The December election: here's everything that you need to know
Election date: 12th December. What's at stake: Our EU membership.
Election time is drawing close, party leaders are polishing their manifestos, Boris Johnson is in Tesco as we speak, buying more bright yellow hair dye, the colour we have all grown to love so dearly. Jeremy Corbyn is ravenously tweeting and Jo Swinson is somewhere in the middle of those two, compromising at all costs. Manifestos are being finalised as we approach the December election. This is the first December election since 1923, as the country is in the midst of a political crisis. Our Prime Minister has said we must be given a choice over our country's future; whether we remain or leave the EU.
The issue is, we are currently in a parliamentary deadlock. We are not moving forward. The Brexit date is being pushed further and further away, now being almost three years since Cameron held the EU referendum. It has been, for want of a better word, exasperating. The British people are growing tired, and Brexit has become a word that leaves a sour taste.
But, we must not let this feeling of despair cloud our judgement this Christmas. Britain is reaching a vital point in political history, and the votes of the students will matter more than ever. As a country, Britain has been renowned for a poor show of voters, particularly from young people. It is partially the reason we are in this mess in the first place if we're being brutally honest.
The 12th of December is the day to make up for lost time; student votes could make a substantial difference.
You must make sure your decision is informed and one you morally align with.
What the Labour Party are promising:
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No child should have to suffer from mental health problems alone. Labour will make sure our children have the chance to be happy and healthy through proper access to mental health services. . . . . . . . . #mentalhealthawareness #anxiety #depression #ocd #mentalillness #mentalhealth #selfcare #removethestigma #labour #jeremycorbyn #realchange #votelabour #forthemanynotthefew #saveournhs
They promise to give the choice of Brexit to the public, and within three months they will come up with a deal that allows goods, services, people and capital to still be able to move within Europe with relative ease. Within six months, they will put this deal forward, along with the option of remain, and then there will be another vote. They would also put in place a Green Industrial Revolution, creating jobs and sustainable energy sources.
What the Lib Dems are promising:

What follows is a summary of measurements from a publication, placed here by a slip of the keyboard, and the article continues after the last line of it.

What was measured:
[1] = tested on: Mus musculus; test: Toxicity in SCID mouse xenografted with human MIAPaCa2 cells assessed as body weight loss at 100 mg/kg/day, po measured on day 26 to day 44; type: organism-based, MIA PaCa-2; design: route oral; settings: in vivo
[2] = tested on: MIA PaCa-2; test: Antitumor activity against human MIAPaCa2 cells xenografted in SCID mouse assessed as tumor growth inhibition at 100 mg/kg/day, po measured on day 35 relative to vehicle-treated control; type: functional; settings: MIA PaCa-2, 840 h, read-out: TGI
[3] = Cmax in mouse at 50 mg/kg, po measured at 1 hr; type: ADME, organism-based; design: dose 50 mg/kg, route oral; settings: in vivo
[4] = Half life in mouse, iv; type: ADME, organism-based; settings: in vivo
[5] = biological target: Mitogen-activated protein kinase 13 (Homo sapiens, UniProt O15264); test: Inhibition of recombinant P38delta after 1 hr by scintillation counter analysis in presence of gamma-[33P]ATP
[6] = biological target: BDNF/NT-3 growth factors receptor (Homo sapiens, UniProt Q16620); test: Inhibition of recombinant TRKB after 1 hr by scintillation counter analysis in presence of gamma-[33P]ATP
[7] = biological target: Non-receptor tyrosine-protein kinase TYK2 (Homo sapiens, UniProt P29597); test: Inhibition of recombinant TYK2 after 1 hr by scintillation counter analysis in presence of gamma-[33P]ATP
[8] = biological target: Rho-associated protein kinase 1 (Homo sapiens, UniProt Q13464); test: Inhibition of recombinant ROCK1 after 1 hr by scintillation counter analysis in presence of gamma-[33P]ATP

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At this general election the choice is clear: vote for the party that wants to #StopBrexit. The party that has a plan to build a #BrighterFuture. With Jo Swinson as Prime Minister, a Liberal Democrat government will deliver a plan that ensures access to mental health services, tackles the climate emergency, creates a fairer, future-focused economy and provides families with free childcare. Click the link in our bio to learn more.
Want to stop Brexit entirely, to invest in climate change with plans of 80% of our energy coming from renewable sources by 2025. Jo Swinson also wants to put money into mental health services and improve schooling for young kids, by recruiting 20,000 more teachers.
What the Conservatives are promising:
Get Brexit Done with the already proposed deal. The plan is to be out of the EU by January 31st 2020. The deal comprises of a clause which means we will be out of the customs union, meaning there will be a tax on all goods, services, capital and people travelling between Europe and Britain. Also, they plan to give businesses and families economic certainty, create more GP appointments, and make the streets safer.
Why is this election different?
The two main parties are particularly extreme. Boris Johnson's party is 'extraordinarily extreme, economically reckless, socially contemptuous', even by Tory standards. Also, we need to mention the recent, atrocious statement of Jacob Rees-Mogg, leader of the House of Commons, saying he believes the victims of Grenfell simply lacked 'common sense', and that is why there were so many deaths. Corbyn's party is on the other end of the spectrum, feared to be even further left than Miliband and bordering communism.
Because of these extremities, many people today feel at a loss with the political situation. This election is therefore different because staunch Labour voters may no longer align with Corbyn and hard Tories may want to remain in the EU. The political lines are blurring, but we need to make sure our people, and particularly students, are as involved as possible because it is our future. Amongst all the despair, democracy must prevail in the hope to have a brighter political future in Britain.